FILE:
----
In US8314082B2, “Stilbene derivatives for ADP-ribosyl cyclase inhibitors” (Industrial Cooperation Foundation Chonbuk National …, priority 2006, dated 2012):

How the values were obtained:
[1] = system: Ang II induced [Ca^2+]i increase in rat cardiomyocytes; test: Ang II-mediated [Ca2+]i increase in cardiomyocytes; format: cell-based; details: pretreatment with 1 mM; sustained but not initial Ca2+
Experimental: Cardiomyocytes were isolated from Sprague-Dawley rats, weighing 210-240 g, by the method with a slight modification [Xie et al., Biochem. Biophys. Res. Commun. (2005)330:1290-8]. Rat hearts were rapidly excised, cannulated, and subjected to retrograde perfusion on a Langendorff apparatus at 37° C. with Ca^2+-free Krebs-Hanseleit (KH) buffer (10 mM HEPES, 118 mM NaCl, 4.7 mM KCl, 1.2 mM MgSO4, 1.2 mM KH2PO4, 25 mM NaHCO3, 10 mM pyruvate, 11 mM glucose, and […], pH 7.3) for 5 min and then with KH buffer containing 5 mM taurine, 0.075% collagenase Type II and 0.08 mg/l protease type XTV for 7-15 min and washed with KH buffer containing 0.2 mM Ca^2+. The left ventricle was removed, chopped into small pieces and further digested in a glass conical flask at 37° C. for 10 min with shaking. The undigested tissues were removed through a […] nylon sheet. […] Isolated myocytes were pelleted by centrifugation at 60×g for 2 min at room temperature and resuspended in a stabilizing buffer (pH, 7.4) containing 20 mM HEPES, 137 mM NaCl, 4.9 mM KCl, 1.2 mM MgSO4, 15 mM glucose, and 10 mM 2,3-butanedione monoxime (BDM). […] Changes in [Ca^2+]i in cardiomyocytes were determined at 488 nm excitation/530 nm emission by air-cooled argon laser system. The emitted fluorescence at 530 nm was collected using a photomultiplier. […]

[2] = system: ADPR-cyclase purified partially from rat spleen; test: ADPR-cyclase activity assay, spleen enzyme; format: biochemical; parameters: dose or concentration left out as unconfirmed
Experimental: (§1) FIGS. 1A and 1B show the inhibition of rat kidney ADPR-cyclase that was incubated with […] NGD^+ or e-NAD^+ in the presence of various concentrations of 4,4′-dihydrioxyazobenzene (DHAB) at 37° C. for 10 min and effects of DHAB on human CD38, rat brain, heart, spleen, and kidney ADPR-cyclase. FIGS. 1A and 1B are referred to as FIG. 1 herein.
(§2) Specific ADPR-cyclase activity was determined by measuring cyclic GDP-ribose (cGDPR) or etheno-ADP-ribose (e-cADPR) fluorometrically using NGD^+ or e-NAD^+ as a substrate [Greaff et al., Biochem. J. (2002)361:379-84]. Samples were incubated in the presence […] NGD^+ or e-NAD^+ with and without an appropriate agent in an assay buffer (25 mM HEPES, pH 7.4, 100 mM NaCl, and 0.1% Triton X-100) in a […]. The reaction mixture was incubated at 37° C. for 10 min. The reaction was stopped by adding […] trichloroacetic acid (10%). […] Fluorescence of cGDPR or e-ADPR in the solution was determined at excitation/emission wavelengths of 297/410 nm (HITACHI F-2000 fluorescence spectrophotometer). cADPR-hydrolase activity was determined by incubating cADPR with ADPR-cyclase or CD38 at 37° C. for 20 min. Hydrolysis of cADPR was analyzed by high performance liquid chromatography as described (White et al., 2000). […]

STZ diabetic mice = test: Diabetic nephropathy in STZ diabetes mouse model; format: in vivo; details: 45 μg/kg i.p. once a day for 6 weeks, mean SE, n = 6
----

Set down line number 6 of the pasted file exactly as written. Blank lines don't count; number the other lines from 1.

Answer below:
Experimental: (§1) FIGS. 1A and 1B show the inhibition of rat kidney ADPR-cyclase that was incubated with […] NGD^+ or e-NAD^+ in the presence of various concentrations of 4,4′-dihydrioxyazobenzene (DHAB) at 37° C. for 10 min and effects of DHAB on human CD38, rat brain, heart, spleen, and kidney ADPR-cyclase. FIGS. 1A and 1B are referred to as FIG. 1 herein.